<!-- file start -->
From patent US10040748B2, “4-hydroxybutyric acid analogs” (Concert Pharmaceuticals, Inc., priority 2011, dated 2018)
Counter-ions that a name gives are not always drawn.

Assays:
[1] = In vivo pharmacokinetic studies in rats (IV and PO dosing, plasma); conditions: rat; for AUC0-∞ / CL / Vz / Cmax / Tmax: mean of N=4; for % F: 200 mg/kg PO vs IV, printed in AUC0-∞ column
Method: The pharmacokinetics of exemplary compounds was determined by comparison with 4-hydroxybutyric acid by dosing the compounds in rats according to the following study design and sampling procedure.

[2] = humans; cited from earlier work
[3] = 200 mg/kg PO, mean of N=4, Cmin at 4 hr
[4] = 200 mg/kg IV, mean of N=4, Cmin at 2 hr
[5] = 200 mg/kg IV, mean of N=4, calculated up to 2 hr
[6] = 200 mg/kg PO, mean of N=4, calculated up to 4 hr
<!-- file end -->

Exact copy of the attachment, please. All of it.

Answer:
From patent US10040748B2, “4-hydroxybutyric acid analogs” (Concert Pharmaceuticals, Inc., priority 2011, dated 2018)
Counter-ions that a name gives are not always drawn.

Assays:
[1] = In vivo pharmacokinetic studies in rats (IV and PO dosing, plasma); conditions: rat; for AUC0-∞ / CL / Vz / Cmax / Tmax: mean of N=4; for % F: 200 mg/kg PO vs IV, printed in AUC0-∞ column
Method: The pharmacokinetics of exemplary compounds was determined by comparison with 4-hydroxybutyric acid by dosing the compounds in rats according to the following study design and sampling procedure.

[2] = humans; cited from earlier work
[3] = 200 mg/kg PO, mean of N=4, Cmin at 4 hr
[4] = 200 mg/kg IV, mean of N=4, Cmin at 2 hr
[5] = 200 mg/kg IV, mean of N=4, calculated up to 2 hr
[6] = 200 mg/kg PO, mean of N=4, calculated up to 4 hr